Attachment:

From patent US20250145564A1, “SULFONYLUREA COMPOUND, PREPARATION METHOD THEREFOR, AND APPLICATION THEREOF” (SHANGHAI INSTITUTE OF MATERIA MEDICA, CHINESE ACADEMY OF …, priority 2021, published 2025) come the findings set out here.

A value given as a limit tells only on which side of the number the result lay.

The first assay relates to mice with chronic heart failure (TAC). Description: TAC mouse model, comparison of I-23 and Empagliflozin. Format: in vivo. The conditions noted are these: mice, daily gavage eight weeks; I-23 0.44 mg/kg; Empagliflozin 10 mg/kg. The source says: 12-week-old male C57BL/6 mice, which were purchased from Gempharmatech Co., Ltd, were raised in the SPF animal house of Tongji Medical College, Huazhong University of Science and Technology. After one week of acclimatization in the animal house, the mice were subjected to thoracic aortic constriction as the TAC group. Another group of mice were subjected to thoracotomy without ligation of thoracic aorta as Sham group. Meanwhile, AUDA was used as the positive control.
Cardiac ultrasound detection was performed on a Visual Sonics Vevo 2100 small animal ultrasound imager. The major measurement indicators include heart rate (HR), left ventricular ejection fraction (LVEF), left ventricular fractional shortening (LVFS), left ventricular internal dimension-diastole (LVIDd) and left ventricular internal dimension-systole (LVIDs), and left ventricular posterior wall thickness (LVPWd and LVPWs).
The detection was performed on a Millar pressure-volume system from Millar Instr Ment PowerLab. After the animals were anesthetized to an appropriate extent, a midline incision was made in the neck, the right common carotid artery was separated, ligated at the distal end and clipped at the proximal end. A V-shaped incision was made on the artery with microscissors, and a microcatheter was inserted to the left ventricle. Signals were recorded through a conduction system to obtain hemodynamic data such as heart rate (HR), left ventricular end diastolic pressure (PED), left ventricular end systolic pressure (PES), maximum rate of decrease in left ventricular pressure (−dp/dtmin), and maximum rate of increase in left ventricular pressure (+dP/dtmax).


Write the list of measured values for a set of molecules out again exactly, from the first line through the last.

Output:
From patent US20250145564A1, “SULFONYLUREA COMPOUND, PREPARATION METHOD THEREFOR, AND APPLICATION THEREOF” (SHANGHAI INSTITUTE OF MATERIA MEDICA, CHINESE ACADEMY OF …, priority 2021, published 2025) come the findings set out here.

A value given as a limit tells only on which side of the number the result lay.

The first assay relates to mice with chronic heart failure (TAC). Description: TAC mouse model, comparison of I-23 and Empagliflozin. Format: in vivo. The conditions noted are these: mice, daily gavage eight weeks; I-23 0.44 mg/kg; Empagliflozin 10 mg/kg. The source says: 12-week-old male C57BL/6 mice, which were purchased from Gempharmatech Co., Ltd, were raised in the SPF animal house of Tongji Medical College, Huazhong University of Science and Technology. After one week of acclimatization in the animal house, the mice were subjected to thoracic aortic constriction as the TAC group. Another group of mice were subjected to thoracotomy without ligation of thoracic aorta as Sham group. Meanwhile, AUDA was used as the positive control.
Cardiac ultrasound detection was performed on a Visual Sonics Vevo 2100 small animal ultrasound imager. The major measurement indicators include heart rate (HR), left ventricular ejection fraction (LVEF), left ventricular fractional shortening (LVFS), left ventricular internal dimension-diastole (LVIDd) and left ventricular internal dimension-systole (LVIDs), and left ventricular posterior wall thickness (LVPWd and LVPWs).
The detection was performed on a Millar pressure-volume system from Millar Instr Ment PowerLab. After the animals were anesthetized to an appropriate extent, a midline incision was made in the neck, the right common carotid artery was separated, ligated at the distal end and clipped at the proximal end. A V-shaped incision was made on the artery with microscissors, and a microcatheter was inserted to the left ventricle. Signals were recorded through a conduction system to obtain hemodynamic data such as heart rate (HR), left ventricular end diastolic pressure (PED), left ventricular end systolic pressure (PES), maximum rate of decrease in left ventricular pressure (−dp/dtmin), and maximum rate of increase in left ventricular pressure (+dP/dtmax).